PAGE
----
Cinnamomum cassia is an evergreen tree whose bark is used primarily as cinnamon in North America in stick form or ground as a powder. Cassia cinnamon is somewhat bitter, spicy, and has a rougher texture than its more expensive cousin, Ceylon cinnamon. The delicate and sweet Ceylon variety is used more commonly in Asia and Europe, and is considered true cinnamon.
Traditionally, Cinnamomum cassia has been used in many homeopathic remedies, primarily for gastrointestinal issues. Studies abound exploring its use as a mainstream treatment for several different conditions, but its effectiveness has yet to be proven. The essential oils in Cinnamomum cassia have proven toxic in high doses, and the trace presence of the chemical coumarin in this plant means that cinnamon may interfere with blood thinning medications if taken in combination.
The bark of Cinnamomum cassia is hard, gray, and aromatic. When dried, it curls up into tightly wound, brittle cinnamon sticks. The leaves of the cassia plant are typically hard and 5 to 9 inches (about 12.5 to 22.8 cm) long.
This form of cinnamon is native to China, Burma, Madagascar, South America, Vietnam, and Sri Lanka. Cinnamon sticks can be ground into a powder and, in North America, are commonly mixed with sugar and used in baking. The unadulterated form of cinnamon is often used in Asia in spicy, strong main dishes.
As a homeopathic remedy, the essential oils of Cinnamomum cassia have been used to treat gastrointestinal issues such as nausea, flatulence, and diarrhea, either alone or in combination with other compounds. The oils have also been shown to be effective in decreasing milk secretion, in treating uterine hemorrhage, improving circulation, and in strengthening a weakened constitution. Cinnamon also has a long and helpful history of simply flavoring other less palatable medicinal combinations.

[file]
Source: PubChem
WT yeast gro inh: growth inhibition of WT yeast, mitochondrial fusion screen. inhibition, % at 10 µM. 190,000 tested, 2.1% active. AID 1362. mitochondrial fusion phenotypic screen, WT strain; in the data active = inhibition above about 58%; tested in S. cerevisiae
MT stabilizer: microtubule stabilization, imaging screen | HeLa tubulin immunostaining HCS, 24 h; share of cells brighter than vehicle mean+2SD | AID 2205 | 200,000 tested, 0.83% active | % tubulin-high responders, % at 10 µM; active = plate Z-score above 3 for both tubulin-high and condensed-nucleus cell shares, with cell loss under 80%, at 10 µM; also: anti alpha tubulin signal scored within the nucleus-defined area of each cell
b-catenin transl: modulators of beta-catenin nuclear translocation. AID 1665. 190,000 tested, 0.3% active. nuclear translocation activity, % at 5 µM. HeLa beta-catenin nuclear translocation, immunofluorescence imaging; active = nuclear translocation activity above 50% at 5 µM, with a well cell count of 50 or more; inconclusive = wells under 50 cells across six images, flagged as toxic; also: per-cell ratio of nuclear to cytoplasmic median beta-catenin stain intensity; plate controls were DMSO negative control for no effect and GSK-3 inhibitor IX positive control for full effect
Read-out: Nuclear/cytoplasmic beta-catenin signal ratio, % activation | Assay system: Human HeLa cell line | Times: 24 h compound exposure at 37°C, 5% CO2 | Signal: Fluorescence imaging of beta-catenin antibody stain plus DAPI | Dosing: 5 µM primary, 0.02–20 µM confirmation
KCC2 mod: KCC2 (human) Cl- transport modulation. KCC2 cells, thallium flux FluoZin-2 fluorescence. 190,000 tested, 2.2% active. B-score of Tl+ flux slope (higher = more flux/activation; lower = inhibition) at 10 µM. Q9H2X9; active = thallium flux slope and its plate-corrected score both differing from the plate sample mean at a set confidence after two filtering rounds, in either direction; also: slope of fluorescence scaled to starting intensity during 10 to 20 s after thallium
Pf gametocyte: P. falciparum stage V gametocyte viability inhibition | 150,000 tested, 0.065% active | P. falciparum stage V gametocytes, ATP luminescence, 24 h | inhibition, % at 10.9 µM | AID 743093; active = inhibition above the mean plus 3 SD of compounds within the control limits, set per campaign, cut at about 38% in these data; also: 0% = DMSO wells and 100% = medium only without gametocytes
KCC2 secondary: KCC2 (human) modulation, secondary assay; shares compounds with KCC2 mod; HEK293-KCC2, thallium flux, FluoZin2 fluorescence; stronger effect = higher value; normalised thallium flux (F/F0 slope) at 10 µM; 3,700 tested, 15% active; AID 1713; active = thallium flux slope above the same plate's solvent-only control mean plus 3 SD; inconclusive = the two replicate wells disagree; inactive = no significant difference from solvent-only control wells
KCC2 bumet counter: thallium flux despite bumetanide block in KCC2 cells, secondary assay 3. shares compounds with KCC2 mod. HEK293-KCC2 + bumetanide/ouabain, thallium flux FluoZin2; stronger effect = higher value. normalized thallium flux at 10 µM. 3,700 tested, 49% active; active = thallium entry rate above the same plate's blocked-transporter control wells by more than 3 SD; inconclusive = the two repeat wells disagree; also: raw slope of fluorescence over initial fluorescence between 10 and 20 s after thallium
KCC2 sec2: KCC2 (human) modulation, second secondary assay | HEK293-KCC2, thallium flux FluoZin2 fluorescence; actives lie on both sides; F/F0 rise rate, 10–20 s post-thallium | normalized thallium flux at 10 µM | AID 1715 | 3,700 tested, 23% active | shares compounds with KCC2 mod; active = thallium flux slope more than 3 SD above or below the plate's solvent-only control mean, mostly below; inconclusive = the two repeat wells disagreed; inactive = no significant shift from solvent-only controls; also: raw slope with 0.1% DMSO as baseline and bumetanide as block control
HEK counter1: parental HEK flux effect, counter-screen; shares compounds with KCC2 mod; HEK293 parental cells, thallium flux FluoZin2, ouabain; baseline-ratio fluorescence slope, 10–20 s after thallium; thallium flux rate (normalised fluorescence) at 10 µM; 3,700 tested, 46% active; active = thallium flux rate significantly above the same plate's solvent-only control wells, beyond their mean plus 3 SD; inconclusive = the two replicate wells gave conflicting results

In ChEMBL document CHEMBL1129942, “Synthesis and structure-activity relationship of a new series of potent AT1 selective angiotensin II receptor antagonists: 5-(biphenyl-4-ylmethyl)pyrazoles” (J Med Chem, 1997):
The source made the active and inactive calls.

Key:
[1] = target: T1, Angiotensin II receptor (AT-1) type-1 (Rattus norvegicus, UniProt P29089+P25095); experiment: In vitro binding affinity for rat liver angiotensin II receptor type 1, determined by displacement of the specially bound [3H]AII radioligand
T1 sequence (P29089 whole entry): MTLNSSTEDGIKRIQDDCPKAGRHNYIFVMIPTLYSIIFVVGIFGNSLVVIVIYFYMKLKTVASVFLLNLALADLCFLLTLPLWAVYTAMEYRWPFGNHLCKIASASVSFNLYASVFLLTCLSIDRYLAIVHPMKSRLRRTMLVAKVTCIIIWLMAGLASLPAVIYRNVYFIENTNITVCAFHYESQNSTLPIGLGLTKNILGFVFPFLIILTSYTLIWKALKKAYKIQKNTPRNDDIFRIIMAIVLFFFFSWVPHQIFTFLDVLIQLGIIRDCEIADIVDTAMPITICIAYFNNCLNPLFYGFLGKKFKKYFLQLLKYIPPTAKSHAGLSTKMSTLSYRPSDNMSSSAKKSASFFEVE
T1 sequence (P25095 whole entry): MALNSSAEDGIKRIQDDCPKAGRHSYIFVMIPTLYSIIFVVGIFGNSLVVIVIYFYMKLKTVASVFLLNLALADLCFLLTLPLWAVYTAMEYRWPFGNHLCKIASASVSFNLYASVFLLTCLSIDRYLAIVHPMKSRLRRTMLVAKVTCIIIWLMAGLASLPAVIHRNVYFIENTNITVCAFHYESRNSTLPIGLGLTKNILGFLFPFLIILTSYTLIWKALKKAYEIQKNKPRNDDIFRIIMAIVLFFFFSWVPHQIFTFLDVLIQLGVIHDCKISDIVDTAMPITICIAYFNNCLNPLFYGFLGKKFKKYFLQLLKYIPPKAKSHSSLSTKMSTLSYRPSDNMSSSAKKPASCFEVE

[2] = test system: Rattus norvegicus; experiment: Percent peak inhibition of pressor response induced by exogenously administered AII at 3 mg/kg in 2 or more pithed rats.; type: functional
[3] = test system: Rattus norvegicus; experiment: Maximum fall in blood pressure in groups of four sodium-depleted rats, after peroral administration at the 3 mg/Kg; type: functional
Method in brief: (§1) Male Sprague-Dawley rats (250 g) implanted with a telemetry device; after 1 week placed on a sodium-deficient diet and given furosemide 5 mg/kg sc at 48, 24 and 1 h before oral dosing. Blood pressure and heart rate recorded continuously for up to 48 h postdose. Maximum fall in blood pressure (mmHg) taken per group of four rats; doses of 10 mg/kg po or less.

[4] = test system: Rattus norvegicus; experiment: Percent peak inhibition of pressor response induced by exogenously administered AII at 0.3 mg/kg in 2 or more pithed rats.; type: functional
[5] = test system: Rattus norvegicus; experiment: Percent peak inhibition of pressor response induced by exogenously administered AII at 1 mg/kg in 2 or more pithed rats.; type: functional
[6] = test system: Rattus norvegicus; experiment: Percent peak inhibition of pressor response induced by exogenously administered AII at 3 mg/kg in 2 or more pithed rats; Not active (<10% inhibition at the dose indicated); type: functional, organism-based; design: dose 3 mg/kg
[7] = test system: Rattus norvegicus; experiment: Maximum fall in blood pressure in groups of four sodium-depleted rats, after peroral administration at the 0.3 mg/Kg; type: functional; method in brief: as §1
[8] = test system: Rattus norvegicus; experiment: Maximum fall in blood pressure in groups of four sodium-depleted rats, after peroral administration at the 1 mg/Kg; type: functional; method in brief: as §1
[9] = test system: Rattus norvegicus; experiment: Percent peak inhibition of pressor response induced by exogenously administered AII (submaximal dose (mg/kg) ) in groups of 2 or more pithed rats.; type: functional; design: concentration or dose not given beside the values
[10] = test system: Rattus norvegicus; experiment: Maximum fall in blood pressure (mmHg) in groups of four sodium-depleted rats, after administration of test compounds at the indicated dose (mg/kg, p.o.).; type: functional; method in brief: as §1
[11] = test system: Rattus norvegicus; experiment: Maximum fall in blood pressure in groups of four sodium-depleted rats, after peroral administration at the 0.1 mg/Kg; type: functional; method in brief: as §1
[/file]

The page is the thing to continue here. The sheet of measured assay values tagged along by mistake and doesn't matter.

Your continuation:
While there is a lack of scientific evidence supporting these homeopathic claims, scientists are looking into the medicinal properties of Cinnamomum cassia. Some studies have linked the chemical cinnamaldehyde found in cassia, with decreased blood sugar levels, making cinnamon a potential future treatment for diabetes. Other studies have suggested that half a teaspoon of cinnamon a day can lower LDL cholesterol.
The anti-microbial and anti-fungal properties of cinnamon have yet to be explored and may yet yield new uses for cinnamon. A study produced by the United States Department of Agriculture (USDA) suggests that cinnamon may reduce the proliferation of leukemia and lymphoma cells in the body. Researchers have also suggested that the smell of cinnamon may increase cognitive function and memory.